Tuesday, April 26, 2016

USDA improves nutrition for millions of low-income children

On April 22, Agriculture Undersecretary Kevin Concannon announced strengthened nutrition standards for food and beverages served to young children and others in day care settings. Young children and adults in day care will now receive meals with more whole grains, a greater variety of vegetables and fruits, and less added sugars and solid fats. 

The science-based standards introduced in this final rule will elevate the nutritional quality of meals and snacks provided under the Child and Adult Care Food Program (CACFP) to better align with the Dietary Guidelines for Americans and to be consistent with the meals children receive as part of the National School Lunch Program (NSLP) and School Breakfast Program (SBP).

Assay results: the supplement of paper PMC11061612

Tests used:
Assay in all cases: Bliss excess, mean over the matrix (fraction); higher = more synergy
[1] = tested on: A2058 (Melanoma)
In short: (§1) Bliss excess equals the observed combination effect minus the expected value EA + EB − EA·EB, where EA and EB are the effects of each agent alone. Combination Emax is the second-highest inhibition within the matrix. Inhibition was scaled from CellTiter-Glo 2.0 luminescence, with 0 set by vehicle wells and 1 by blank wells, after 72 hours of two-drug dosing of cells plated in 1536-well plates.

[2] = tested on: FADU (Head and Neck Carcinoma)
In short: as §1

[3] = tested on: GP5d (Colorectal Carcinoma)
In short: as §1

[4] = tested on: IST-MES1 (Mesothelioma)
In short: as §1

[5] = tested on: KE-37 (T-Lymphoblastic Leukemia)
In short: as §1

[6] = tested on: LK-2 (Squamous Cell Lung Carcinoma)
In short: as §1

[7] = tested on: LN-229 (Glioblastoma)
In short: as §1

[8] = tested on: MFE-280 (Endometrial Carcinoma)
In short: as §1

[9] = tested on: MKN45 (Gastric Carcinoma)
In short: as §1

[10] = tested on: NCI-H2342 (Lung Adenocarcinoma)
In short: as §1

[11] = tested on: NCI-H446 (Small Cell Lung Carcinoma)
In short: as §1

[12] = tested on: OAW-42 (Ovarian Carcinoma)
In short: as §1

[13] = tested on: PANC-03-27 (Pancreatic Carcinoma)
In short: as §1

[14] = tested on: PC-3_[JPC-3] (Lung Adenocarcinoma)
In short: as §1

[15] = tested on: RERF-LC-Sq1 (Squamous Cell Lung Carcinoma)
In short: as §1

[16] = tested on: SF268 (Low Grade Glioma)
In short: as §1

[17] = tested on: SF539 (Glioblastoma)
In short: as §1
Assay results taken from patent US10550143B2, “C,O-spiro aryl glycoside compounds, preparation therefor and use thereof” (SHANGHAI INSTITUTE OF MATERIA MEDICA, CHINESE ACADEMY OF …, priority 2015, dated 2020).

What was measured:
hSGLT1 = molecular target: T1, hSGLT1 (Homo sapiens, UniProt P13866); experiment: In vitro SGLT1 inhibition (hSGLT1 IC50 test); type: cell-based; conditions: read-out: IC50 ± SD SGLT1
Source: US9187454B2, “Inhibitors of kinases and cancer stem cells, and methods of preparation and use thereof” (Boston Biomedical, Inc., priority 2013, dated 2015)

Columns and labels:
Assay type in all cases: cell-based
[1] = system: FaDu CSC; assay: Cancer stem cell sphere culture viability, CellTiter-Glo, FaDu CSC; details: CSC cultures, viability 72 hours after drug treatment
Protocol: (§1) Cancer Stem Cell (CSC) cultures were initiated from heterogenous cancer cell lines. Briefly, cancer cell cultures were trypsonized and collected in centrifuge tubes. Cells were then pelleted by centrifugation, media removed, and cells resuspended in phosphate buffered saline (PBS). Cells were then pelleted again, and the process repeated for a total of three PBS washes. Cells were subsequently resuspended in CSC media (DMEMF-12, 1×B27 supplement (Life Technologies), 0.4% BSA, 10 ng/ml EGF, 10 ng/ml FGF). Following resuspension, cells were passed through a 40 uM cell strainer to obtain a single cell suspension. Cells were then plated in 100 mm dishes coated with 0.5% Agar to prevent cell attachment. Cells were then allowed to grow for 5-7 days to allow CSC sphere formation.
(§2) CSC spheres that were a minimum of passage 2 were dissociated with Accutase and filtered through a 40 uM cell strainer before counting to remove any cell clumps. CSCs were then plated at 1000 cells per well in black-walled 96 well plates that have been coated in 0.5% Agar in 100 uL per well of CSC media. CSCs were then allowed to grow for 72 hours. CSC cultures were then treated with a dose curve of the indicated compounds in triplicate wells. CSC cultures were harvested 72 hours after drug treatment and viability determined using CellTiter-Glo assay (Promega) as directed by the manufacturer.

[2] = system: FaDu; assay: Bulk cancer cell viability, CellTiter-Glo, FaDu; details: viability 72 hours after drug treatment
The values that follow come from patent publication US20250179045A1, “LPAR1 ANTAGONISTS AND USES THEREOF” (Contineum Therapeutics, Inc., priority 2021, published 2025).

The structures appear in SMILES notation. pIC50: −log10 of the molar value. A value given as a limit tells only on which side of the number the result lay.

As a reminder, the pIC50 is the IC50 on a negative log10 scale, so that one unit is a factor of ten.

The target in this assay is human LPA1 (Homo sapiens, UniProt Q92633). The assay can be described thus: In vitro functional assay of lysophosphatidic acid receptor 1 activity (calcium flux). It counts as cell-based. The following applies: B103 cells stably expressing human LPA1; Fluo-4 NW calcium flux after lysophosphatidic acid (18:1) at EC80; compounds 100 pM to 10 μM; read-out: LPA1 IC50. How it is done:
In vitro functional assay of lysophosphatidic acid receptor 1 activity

The new meal patterns will improve access to healthy beverages, including low-fat and fat-free milk and water, and encourage breastfeeding for the youngest program participants. These standards reflect the nutritional improvements seen in children across the country since the passage of the Healthy, Hunger-Free Kids Act of 2010.

CACFP provides aid to child and adult care institutions and family or group day care homes for the provision of nutritious foods that contribute to the growth and development of children and the health and wellness of older adults and chronically impaired disabled persons. Through the CACFP, over 4 million children and nearly 120,000 adults receive nutritious meals and snacks each day as part of the care they receive.

The Child and Adult Care Food Program is one of USDA’s Food and Nutrition Service’s 15 nutrition assistance programs, which also include theNational School Lunch Program, Summer Food Service Program, theSupplemental Nutrition Program for Women, Infants, and Children (WIC), and Supplemental Nutrition Assistance Program. Together, these programs comprise America's nutrition safety net.

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